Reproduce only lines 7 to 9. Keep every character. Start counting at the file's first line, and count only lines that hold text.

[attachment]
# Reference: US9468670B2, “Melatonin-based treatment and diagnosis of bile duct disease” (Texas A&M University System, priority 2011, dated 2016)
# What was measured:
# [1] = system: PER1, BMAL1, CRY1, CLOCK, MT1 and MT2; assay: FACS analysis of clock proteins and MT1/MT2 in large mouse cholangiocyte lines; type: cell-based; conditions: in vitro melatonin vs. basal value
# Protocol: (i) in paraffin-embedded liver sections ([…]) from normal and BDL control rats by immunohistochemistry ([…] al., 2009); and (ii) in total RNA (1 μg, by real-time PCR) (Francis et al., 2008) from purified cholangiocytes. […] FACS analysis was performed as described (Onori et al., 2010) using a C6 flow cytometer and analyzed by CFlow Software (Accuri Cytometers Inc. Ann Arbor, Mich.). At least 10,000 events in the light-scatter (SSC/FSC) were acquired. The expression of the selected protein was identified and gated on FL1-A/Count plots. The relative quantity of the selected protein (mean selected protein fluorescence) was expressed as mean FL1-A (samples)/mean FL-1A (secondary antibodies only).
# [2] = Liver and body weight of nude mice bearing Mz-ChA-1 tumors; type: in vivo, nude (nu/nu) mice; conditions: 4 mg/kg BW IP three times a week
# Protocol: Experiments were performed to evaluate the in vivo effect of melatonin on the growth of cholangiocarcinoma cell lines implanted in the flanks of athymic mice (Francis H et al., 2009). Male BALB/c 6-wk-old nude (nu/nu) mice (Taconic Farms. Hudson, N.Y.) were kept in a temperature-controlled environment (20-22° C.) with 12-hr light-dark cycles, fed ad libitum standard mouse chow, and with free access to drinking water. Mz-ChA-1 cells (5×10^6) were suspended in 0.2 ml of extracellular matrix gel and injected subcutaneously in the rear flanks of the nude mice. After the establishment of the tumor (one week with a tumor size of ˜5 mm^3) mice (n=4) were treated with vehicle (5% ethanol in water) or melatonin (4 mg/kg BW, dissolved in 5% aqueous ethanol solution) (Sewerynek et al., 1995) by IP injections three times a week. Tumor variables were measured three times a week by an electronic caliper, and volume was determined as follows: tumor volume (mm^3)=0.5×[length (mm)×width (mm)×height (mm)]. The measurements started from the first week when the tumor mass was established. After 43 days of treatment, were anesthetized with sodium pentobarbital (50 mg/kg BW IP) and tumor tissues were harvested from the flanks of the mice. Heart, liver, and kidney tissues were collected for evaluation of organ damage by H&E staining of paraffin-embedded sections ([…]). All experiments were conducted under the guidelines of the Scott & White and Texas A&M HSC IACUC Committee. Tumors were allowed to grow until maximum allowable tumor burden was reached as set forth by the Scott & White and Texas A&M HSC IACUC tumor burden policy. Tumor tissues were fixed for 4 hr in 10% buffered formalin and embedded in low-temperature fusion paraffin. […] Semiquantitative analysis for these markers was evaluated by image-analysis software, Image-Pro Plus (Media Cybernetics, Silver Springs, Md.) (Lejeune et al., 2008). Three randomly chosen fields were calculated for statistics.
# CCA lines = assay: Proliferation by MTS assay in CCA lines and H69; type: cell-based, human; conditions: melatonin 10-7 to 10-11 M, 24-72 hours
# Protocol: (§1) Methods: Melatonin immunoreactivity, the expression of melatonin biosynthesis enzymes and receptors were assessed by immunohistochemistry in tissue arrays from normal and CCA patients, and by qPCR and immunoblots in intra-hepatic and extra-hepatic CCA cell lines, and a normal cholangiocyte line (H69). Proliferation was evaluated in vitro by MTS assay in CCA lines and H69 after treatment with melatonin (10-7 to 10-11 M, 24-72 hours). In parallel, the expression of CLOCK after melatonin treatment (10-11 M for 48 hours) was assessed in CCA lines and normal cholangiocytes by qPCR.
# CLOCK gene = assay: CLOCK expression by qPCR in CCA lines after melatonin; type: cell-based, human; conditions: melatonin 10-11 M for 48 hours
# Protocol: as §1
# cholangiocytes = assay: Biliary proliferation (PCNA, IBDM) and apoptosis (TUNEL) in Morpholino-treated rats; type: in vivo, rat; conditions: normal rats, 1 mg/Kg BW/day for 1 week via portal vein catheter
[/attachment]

# CCA lines = assay: Proliferation by MTS assay in CCA lines and H69; type: cell-based, human; conditions: melatonin 10-7 to 10-11 M, 24-72 hours
# Protocol: (§1) Methods: Melatonin immunoreactivity, the expression of melatonin biosynthesis enzymes and receptors were assessed by immunohistochemistry in tissue arrays from normal and CCA patients, and by qPCR and immunoblots in intra-hepatic and extra-hepatic CCA cell lines, and a normal cholangiocyte line (H69). Proliferation was evaluated in vitro by MTS assay in CCA lines and H69 after treatment with melatonin (10-7 to 10-11 M, 24-72 hours). In parallel, the expression of CLOCK after melatonin treatment (10-11 M for 48 hours) was assessed in CCA lines and normal cholangiocytes by qPCR.
# CLOCK gene = assay: CLOCK expression by qPCR in CCA lines after melatonin; type: cell-based, human; conditions: melatonin 10-11 M for 48 hours